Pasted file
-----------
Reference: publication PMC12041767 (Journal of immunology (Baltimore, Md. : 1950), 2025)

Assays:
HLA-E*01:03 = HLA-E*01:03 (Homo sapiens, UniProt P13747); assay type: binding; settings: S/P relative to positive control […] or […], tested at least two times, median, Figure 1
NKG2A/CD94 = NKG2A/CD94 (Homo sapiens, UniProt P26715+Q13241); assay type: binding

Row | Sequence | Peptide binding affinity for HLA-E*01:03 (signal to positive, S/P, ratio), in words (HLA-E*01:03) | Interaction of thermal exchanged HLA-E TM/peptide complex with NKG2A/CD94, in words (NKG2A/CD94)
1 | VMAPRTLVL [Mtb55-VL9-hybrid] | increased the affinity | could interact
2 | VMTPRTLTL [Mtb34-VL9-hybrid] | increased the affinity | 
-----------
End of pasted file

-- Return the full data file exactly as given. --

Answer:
Reference: publication PMC12041767 (Journal of immunology (Baltimore, Md. : 1950), 2025)

Assays:
HLA-E*01:03 = HLA-E*01:03 (Homo sapiens, UniProt P13747); assay type: binding; settings: S/P relative to positive control […] or […], tested at least two times, median, Figure 1
NKG2A/CD94 = NKG2A/CD94 (Homo sapiens, UniProt P26715+Q13241); assay type: binding

Row | Sequence | Peptide binding affinity for HLA-E*01:03 (signal to positive, S/P, ratio), in words (HLA-E*01:03) | Interaction of thermal exchanged HLA-E TM/peptide complex with NKG2A/CD94, in words (NKG2A/CD94)
1 | VMAPRTLVL [Mtb55-VL9-hybrid] | increased the affinity | could interact
2 | VMTPRTLTL [Mtb34-VL9-hybrid] | increased the affinity | 